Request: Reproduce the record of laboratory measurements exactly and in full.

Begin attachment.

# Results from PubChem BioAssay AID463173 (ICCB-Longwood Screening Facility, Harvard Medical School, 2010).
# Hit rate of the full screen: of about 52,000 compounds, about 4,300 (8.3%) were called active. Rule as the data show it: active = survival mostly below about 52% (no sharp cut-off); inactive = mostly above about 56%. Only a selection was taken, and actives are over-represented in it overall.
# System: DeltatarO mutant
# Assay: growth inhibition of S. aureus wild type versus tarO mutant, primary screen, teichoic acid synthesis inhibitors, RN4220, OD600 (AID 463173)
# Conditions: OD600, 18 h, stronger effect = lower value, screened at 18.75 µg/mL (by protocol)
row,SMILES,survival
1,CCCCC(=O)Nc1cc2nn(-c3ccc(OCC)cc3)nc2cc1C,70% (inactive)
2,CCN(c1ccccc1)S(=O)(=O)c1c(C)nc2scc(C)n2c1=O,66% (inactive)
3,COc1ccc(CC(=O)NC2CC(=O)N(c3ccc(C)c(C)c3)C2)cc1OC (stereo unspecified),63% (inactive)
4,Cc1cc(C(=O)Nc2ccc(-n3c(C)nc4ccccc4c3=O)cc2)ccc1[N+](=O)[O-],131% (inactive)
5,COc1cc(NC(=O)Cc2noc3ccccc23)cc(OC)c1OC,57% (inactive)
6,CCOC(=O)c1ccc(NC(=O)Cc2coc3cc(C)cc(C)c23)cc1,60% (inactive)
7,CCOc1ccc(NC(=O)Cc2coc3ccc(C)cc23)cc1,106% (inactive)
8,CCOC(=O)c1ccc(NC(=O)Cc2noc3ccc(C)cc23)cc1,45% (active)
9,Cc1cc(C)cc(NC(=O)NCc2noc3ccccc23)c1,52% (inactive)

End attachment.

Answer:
# Results from PubChem BioAssay AID463173 (ICCB-Longwood Screening Facility, Harvard Medical School, 2010).
# Hit rate of the full screen: of about 52,000 compounds, about 4,300 (8.3%) were called active. Rule as the data show it: active = survival mostly below about 52% (no sharp cut-off); inactive = mostly above about 56%. Only a selection was taken, and actives are over-represented in it overall.
# System: DeltatarO mutant
# Assay: growth inhibition of S. aureus wild type versus tarO mutant, primary screen, teichoic acid synthesis inhibitors, RN4220, OD600 (AID 463173)
# Conditions: OD600, 18 h, stronger effect = lower value, screened at 18.75 µg/mL (by protocol)
row,SMILES,survival
1,CCCCC(=O)Nc1cc2nn(-c3ccc(OCC)cc3)nc2cc1C,70% (inactive)
2,CCN(c1ccccc1)S(=O)(=O)c1c(C)nc2scc(C)n2c1=O,66% (inactive)
3,COc1ccc(CC(=O)NC2CC(=O)N(c3ccc(C)c(C)c3)C2)cc1OC (stereo unspecified),63% (inactive)
4,Cc1cc(C(=O)Nc2ccc(-n3c(C)nc4ccccc4c3=O)cc2)ccc1[N+](=O)[O-],131% (inactive)
5,COc1cc(NC(=O)Cc2noc3ccccc23)cc(OC)c1OC,57% (inactive)
6,CCOC(=O)c1ccc(NC(=O)Cc2coc3cc(C)cc(C)c23)cc1,60% (inactive)
7,CCOc1ccc(NC(=O)Cc2coc3ccc(C)cc23)cc1,106% (inactive)
8,CCOC(=O)c1ccc(NC(=O)Cc2noc3ccc(C)cc23)cc1,45% (active)
9,Cc1cc(C)cc(NC(=O)NCc2noc3ccccc23)c1,52% (inactive)